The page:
It has been an extraordinary time, because the years between 2009 and today, assessed from a historical perspective, will perhaps be seen as the most dynamic period of the EU’s history. I don’t remember ever seeing such huge pressure from internal and external circumstances pushing the EU to change.

That was driven largely by the euro crisis. If you look at the major steps taken in economic governance, the fact that we managed to establish a permanent European stability mechanism for example – these kind of things happened very quickly. I dare say that without the euro crisis, these types of changes would have taken many years. So there has been a huge acceleration of internal changes, driven by the crisis.

I would also say that there is still much unfinished business and any challenges ahead, particularly in terms of economic governance. I can quote former Council President Herman Van Rompuy, who was absolutely right to say that this crisis was painful and costly, but it was too short. Too short, because we were prepared to act when we were under pressure, and especially from 2010 to 2012 with huge pressure from the markets {But) we delivered. But we need to deliver in other areas, in order to stabilise the EMU and strengthen its foundation. That is good economic governance.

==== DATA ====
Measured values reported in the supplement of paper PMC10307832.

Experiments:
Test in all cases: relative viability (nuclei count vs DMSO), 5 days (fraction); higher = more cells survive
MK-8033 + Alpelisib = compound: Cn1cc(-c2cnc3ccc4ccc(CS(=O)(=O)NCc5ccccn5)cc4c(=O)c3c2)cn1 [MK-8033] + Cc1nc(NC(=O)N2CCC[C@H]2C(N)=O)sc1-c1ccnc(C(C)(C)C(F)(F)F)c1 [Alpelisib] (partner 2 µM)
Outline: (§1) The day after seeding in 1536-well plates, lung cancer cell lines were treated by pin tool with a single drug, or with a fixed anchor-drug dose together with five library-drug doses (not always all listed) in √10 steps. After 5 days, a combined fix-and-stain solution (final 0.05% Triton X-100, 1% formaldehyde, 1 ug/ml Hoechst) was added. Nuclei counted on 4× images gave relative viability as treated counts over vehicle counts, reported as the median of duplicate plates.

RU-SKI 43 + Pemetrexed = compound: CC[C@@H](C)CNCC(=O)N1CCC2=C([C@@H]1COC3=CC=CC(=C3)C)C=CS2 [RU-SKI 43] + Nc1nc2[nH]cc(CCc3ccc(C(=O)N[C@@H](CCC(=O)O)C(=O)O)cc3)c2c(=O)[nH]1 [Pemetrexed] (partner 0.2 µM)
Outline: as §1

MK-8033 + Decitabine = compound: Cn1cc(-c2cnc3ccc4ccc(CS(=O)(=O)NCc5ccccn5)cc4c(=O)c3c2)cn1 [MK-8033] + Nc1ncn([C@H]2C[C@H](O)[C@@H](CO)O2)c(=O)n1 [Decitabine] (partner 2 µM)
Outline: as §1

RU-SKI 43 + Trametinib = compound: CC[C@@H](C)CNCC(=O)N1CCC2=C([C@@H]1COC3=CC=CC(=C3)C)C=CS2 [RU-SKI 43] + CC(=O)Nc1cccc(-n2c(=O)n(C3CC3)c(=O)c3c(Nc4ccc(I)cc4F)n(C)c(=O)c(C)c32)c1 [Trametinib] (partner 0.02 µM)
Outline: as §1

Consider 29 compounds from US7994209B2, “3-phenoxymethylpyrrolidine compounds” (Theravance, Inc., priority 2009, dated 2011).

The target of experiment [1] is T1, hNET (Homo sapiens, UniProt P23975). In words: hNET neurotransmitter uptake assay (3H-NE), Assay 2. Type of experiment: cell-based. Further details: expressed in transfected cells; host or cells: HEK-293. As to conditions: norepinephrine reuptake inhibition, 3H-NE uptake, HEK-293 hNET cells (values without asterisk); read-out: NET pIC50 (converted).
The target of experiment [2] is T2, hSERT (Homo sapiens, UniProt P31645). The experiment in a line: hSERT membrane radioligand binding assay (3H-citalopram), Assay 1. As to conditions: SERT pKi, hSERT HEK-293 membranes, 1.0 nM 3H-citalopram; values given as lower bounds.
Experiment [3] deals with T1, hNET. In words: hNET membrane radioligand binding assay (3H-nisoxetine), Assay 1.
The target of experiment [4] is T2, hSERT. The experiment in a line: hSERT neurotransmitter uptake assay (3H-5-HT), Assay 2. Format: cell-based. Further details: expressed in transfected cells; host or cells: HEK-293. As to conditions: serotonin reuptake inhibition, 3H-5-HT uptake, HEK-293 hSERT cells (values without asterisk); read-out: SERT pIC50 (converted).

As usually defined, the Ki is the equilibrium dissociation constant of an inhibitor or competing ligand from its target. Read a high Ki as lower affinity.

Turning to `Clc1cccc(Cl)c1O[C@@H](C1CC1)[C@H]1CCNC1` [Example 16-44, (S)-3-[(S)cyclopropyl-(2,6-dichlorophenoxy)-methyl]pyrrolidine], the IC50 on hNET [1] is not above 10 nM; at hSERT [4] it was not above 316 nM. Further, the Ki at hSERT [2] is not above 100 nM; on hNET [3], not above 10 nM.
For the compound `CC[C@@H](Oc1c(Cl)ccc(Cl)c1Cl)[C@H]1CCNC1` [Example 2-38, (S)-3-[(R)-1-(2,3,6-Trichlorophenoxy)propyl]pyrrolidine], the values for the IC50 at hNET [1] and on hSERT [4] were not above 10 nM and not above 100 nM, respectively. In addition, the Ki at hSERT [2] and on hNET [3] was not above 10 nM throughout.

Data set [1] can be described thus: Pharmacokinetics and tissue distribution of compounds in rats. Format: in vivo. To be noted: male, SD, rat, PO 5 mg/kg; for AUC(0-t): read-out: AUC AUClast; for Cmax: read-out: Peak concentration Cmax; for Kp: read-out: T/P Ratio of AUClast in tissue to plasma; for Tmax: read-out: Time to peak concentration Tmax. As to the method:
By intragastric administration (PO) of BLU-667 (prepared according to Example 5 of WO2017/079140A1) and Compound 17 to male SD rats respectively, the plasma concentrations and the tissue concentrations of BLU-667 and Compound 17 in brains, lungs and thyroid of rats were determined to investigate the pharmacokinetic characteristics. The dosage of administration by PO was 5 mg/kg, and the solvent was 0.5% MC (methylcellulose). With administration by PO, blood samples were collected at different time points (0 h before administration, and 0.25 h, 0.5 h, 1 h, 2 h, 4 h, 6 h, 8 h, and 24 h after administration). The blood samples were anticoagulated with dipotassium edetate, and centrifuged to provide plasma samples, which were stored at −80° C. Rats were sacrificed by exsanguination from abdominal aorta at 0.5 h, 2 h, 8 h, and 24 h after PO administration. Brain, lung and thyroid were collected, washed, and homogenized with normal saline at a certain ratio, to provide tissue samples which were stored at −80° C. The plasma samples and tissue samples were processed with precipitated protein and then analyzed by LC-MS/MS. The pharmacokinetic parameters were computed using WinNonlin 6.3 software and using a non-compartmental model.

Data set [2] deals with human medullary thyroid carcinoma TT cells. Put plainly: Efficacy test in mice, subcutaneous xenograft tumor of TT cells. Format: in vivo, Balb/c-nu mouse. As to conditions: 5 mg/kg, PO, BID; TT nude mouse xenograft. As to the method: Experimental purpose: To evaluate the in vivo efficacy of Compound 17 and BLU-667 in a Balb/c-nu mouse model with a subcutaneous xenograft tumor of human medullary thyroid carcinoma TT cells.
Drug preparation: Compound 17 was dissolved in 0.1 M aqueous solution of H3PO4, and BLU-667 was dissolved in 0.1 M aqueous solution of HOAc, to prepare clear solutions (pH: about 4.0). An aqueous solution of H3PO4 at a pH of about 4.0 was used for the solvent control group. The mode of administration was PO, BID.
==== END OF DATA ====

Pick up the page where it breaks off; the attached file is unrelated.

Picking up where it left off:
The EU has also changed since the Lisbon Treaty. The rise of the power of the European Parliament is a major change, and it has now become a very important factor in the legislative process. In those years, and this is why I am insisting that it is perhaps the most dynamic period in the EU’s history, really dramatic things have been happening in the Eastern and Southern neighbourhoods. It has been an extraordinary six years.

Your country was highly affected by the situation in Ukraine and the sanctions too. Don’t you think that due to the Greek crisis, the EU doesn’t have enough time to pay attention to Ukraine?